So...The FBI have servers that can redirect users to other websites. Why don't they create a page specifically for those infected and redirect them to there on what to do?

Oh, windows again... But yeah, go FBI I guess.

They can basically inject any content they want, so they should just show a page explaining how to fix the problem instead of running normal DNS services.

Of course people wont fix it if they don't know something is wrong.

I'm clean apparently. I guess those of us who who download three things a year and visit roughly 5 sites do pretty good :P

Susan Arendt:

DVS BSTrD:
We already had a thread on this three days ago.
Escapist: the FEMA of internet news staffs.

RedEyesBlackGamer:
Internet illiterate people have my pity. It is like sheep being released into the middle of a pack of hungry wolves.

Really they're probably better off without it. It's their kids who actually know how to use a computer that I feel sorry for.

If you see a good story on the forums and notice that we haven't covered it yet, you're certainly encouraged to send a news tip to newseditor@escapistmag.com. The many, many people of the forums, who are scanning the internet on a near constant basis, are naturally going to find many stories before our news team does. Passing on news tips would be a very helpful thing to do. Making snarky comments, less helpful.

Sorry Susan, I had just got off an argument with another member and was feeling a little grouchy.

Eri:

DVS BSTrD:
We already had a thread on this three days ago.
Escapist: the FEMA of internet news staffs.

RedEyesBlackGamer:
Internet illiterate people have my pity. It is like sheep being released into the middle of a pack of hungry wolves.

Really they're probably better off without it. It's their kids who actually know how to use a computer that I feel sorry for.

I've always found it weird how escapist news staff never read their own forums. Most big news is on the forums way before a newspiece comes out and yet no one on the forums is ever credited, to which, I can only assume means they never bother reading the forums.

The staff reads and replies on the forums all the time, not just the news threads either.

Bostur:
They can basically inject any content they want, so they should just show a page explaining how to fix the problem instead of running normal DNS services.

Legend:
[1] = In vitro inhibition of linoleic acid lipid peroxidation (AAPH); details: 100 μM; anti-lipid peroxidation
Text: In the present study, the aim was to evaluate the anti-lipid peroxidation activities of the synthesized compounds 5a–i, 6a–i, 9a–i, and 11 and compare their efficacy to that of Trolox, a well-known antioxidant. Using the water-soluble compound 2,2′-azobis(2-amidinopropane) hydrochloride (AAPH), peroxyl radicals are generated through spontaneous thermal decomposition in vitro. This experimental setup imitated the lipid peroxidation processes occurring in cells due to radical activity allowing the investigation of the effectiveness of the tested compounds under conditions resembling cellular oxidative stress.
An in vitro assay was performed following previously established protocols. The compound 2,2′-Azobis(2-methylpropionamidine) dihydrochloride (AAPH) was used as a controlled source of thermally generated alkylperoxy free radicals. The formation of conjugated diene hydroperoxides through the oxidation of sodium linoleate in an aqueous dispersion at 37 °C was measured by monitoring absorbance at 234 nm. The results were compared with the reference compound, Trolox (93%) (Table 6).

Of course people wont fix it if they don't know something is wrong.

Indeed. This article comes off making them look like benevolent, generous watchdogs keeping an eye out for us, when really all they're doing is making it so they know everything that the people on their servers go to, are looking at, who they're talking to, etc.

It's kind of upsetting that they're not even (from what I can tell) going to tell the people who are infected that this is going to happen to them specifically.

"The average user would open up Internet Explorer and get 'page not found' and think the internet is broken."

Pissed myself here - bear in mind who he's speaking to.

DVS BSTrD:

Susan Arendt:

DVS BSTrD:
We already had a thread on this three days ago.
Escapist: the FEMA of internet news staffs. Really they're probably better off without it. It's their kids who actually know how to use a computer that I feel sorry for.

If you see a good story on the forums and notice that we haven't covered it yet, you're certainly encouraged to send a news tip to newseditor@escapistmag.com. The many, many people of the forums, who are scanning the internet on a near constant basis, are naturally going to find many stories before our news team does. Passing on news tips would be a very helpful thing to do. Making snarky comments, less helpful.

Sorry Susan, I had just got off an argument with another member and was feeling a little grouchy.

I respect anyone who owns their actions. Apology accepted. :)